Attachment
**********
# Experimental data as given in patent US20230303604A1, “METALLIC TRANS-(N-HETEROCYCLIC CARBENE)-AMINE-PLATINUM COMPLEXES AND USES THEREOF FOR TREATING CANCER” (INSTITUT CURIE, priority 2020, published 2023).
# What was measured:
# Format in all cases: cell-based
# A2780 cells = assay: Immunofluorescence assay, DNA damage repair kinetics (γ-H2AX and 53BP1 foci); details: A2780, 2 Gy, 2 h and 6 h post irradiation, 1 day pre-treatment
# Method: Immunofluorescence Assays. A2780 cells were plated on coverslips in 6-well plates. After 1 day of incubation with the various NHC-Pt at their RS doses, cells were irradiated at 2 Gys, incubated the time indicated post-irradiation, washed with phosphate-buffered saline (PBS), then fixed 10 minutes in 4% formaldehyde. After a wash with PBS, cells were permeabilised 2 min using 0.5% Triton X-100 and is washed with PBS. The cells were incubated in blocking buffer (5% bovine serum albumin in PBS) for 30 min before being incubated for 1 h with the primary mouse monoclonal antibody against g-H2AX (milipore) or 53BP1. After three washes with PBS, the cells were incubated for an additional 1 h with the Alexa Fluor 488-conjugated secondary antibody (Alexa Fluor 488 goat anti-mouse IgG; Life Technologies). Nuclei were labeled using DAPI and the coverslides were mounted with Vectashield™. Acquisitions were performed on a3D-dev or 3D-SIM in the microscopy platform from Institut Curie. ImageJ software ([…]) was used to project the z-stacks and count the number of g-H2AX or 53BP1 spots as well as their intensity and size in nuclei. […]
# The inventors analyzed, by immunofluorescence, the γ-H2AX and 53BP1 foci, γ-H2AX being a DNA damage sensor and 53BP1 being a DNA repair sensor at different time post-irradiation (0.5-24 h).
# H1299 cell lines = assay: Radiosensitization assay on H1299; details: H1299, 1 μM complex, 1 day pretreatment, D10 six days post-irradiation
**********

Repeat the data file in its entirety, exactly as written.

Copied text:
# Experimental data as given in patent US20230303604A1, “METALLIC TRANS-(N-HETEROCYCLIC CARBENE)-AMINE-PLATINUM COMPLEXES AND USES THEREOF FOR TREATING CANCER” (INSTITUT CURIE, priority 2020, published 2023).
# What was measured:
# Format in all cases: cell-based
# A2780 cells = assay: Immunofluorescence assay, DNA damage repair kinetics (γ-H2AX and 53BP1 foci); details: A2780, 2 Gy, 2 h and 6 h post irradiation, 1 day pre-treatment
# Method: Immunofluorescence Assays. A2780 cells were plated on coverslips in 6-well plates. After 1 day of incubation with the various NHC-Pt at their RS doses, cells were irradiated at 2 Gys, incubated the time indicated post-irradiation, washed with phosphate-buffered saline (PBS), then fixed 10 minutes in 4% formaldehyde. After a wash with PBS, cells were permeabilised 2 min using 0.5% Triton X-100 and is washed with PBS. The cells were incubated in blocking buffer (5% bovine serum albumin in PBS) for 30 min before being incubated for 1 h with the primary mouse monoclonal antibody against g-H2AX (milipore) or 53BP1. After three washes with PBS, the cells were incubated for an additional 1 h with the Alexa Fluor 488-conjugated secondary antibody (Alexa Fluor 488 goat anti-mouse IgG; Life Technologies). Nuclei were labeled using DAPI and the coverslides were mounted with Vectashield™. Acquisitions were performed on a3D-dev or 3D-SIM in the microscopy platform from Institut Curie. ImageJ software ([…]) was used to project the z-stacks and count the number of g-H2AX or 53BP1 spots as well as their intensity and size in nuclei. […]
# The inventors analyzed, by immunofluorescence, the γ-H2AX and 53BP1 foci, γ-H2AX being a DNA damage sensor and 53BP1 being a DNA repair sensor at different time post-irradiation (0.5-24 h).
# H1299 cell lines = assay: Radiosensitization assay on H1299; details: H1299, 1 μM complex, 1 day pretreatment, D10 six days post-irradiation